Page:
Thursday, July 14, 2016
Indiana Brewers' Cup
Back when I got into homebrewing and beer judging, I started out traveling to judge a bit. But this was also right around when I started having babies with the artist formerly known as Frau Lobster and it became evident pretty quickly that I'd be luck to just judge local competitions. Which for a few years meant two or three a year, as Kansas City was a regional site for the National Homebewers' Conference, plus the Bier Meisters competition, and for a while there was a pretty good small competition at Renn Fest that got me in to that carnival for free.
I know what a lot of people picture when I say I'm going to judge beer. They say things like, 'I'm gonna judge a few beers tonight myself, and I know exactly what score they're getting.'
It's fun, but it's not the scene people picture. I suspect it's very similar to judging a barbecue competition. If you're just eating a slab of ribs or powering down some burnt ends, that's dinner. And an awesome dinner, at that. But if you're judging at the American Royal, you're examining how the bone pulls away from the meat and looking at the smoke ring and doing a bunch of stuff that basically takes that dinner and makes it into an academic exercise. It's not about what you like, it's about whether the target, as defined, was hit, and if not, they why not and by how much.
This was the first competition I've judged that had a professional section. KCBM is a biggie, but it caps at 600 homebrew entries and calls it a day. Indiana Brewers' Cup allows 850 homebrew entries and 650 professionals. They're segregated, of course. But a couple of the flights I judged were professional brewers entries and it was really interesting. Because one of those flights was American IPA, a genre I'm generally fond of. But judging isn't about my personal preferences, it's did the brewer hit the style as defined in the BJCP guidelines? And to sum up a 'no,' I think the highest score I gave on that flight was a 41. There were plenty of beers I'd drink buckets of given the chance, but as far as the way they squared up to the style, meh.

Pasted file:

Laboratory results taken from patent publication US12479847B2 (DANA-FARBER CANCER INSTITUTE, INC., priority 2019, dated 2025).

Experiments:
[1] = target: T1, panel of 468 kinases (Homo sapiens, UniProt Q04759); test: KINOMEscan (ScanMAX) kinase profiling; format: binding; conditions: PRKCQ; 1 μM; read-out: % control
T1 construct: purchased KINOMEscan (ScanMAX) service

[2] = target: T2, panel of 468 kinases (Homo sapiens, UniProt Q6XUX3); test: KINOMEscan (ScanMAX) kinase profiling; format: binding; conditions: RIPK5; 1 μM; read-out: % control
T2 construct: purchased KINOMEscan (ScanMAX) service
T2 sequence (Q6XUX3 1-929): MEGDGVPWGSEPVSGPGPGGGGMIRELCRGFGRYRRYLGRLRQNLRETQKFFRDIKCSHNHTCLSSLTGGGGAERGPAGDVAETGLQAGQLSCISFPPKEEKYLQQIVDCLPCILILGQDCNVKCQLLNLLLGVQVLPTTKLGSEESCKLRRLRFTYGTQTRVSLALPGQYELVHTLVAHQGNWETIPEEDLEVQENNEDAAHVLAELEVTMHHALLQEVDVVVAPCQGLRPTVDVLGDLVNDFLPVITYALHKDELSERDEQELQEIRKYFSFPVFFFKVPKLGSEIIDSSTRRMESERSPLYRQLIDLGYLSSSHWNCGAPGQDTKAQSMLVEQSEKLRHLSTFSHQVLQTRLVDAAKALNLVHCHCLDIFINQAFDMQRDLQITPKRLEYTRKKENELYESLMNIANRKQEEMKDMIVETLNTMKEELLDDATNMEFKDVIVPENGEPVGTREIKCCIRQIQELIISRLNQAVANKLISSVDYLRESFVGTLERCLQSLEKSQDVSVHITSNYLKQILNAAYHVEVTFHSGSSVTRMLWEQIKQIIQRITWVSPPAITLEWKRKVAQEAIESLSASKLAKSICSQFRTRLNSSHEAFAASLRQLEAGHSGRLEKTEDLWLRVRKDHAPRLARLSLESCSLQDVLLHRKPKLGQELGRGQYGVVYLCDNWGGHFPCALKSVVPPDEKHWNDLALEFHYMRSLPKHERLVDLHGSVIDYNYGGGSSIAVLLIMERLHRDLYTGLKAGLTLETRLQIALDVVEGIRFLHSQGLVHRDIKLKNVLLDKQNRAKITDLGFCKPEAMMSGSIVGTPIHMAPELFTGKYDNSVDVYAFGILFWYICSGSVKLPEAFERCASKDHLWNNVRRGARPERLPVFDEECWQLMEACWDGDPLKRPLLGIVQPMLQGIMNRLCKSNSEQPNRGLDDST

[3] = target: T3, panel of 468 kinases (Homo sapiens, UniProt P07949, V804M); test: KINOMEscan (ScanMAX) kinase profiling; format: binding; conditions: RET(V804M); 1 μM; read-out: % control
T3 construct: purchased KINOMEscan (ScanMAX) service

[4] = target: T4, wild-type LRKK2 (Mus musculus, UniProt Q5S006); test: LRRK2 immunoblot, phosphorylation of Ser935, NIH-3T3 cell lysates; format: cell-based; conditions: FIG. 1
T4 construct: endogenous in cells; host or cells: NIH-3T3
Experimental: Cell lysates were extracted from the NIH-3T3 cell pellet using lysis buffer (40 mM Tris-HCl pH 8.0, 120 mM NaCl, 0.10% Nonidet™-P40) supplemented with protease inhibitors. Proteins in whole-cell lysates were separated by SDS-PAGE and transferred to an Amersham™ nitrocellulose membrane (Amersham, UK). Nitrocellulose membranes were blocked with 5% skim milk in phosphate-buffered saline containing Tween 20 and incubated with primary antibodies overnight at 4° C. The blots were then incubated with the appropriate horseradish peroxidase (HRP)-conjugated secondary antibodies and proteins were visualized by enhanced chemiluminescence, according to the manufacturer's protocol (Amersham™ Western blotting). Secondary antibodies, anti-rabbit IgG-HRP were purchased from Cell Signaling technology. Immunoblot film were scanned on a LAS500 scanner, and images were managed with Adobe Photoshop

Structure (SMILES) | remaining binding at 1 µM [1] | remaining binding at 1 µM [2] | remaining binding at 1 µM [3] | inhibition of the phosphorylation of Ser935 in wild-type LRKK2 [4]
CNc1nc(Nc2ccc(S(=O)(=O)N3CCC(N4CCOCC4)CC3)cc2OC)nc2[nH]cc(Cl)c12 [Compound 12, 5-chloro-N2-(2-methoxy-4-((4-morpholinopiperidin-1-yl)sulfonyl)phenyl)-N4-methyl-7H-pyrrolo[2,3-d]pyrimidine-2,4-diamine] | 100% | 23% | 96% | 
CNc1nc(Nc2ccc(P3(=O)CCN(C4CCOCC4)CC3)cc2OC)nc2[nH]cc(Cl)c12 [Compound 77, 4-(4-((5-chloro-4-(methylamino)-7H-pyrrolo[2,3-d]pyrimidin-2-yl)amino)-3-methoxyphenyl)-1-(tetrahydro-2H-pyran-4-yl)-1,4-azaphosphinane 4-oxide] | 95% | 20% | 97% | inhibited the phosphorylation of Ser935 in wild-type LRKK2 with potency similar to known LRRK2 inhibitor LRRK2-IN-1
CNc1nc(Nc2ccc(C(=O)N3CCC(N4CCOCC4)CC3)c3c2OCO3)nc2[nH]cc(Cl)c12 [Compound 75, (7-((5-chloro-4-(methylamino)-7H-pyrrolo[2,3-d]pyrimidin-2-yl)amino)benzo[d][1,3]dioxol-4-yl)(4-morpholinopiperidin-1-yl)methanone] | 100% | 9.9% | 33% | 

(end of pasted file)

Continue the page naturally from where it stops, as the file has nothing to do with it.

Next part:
For the uninitiated, these things are judged on a 50 point scale. There's a fixed number of points available for aroma, appearance (which gets only three points), flavor, mouthfeel and overall impression. I used to split points up, give 2-1/2 for appearance for instance, until a registrar unloaded on me. And he was right: I was saying my palate is so refined a 50 point scale is inadequat: I need a 100 point scale so I'm scoring this beer a 27.5.
Fuck off, your palate ain't all that.
But anyway, those 50 points. I can't take them home with me, they're not really good for anything else, so your entry, homebrew or pro, I try to approach it with a presumption of greatness: you have 50 points, when I find flaws and deviations from style, you lose points. A lot of times an entry will smell fucking spectacular, and I'll give it maybe ten or eleven of the points available for aroma, finding maybe one little detail to ding it. It'll look great as far as appropriate color, head/head retention, etc. Maybe hazy, so two out of three on that one. Then I take a sip and holy cow, did you use a donated car as an adjunct? I know I've filled out score sheets with an 11 of 12 on aroma and a 7 of 20 on flavor. It happens.
And of course, in the homebrew entries you sometimes have a brewer who is competitive, is playing to win, and another who is going like, Dude, I fucked up but I don't know where, why does my beer suck? In the pro categories, there's no such doubt.
Though the reasons a pro brewer would enter a competition like this, well, if you medal you have free advertising than your Bo Pils or Dark Belgian Strong or whatever won a medal. And the judges you're trying to impress are the nerds who freak out about beer and their family and coworkers ask them for recommendations, look in their fridge to see what you'd buy if you cared about good beer, etc. So that score sheet is research into both a targeted demographic and a demographic influenced by that target demographic, so why not enter?
So if my assessment of those American IPAs was harsh, the Belgian Strongs I judged the next day, again pro category, damn. Usually you get to a mini-BOS (when there are forty entries in a category, you have four pairs of judges evaluate ten beers each, then the senior of those four pairs sits down and comes up with a first-second-third among the winners of the sub-flights.
So at the after-party, which looks a lot more like what people envision when they think 'homebrew competition,' there were tons of beers, brewers, etc. Including, after the awards ceremony, I got to meet the brewers who took bronze in the Belgian Strongs. I'm like, dude, usually there's eight beers at the mini-BOS and three or four of them are obvious clunkers and get kicked straight away. That category, there were eight beers on the mini-BOS that deserved to medal. If you think third place sucks, the second place beer got a 48/46 in initial judging.
I said you have 50 points until you give me a reason to take some away. I've given a 50, I think two times in my twenty years of judging. When you smell, examine, taste an entry and really can't come up with anything they could do better relevant to the style, that's Fifty Point Entry. They are rare. A 48, that's almost as rare, and for such a score to wind up with a silver, I just gotta say WOW.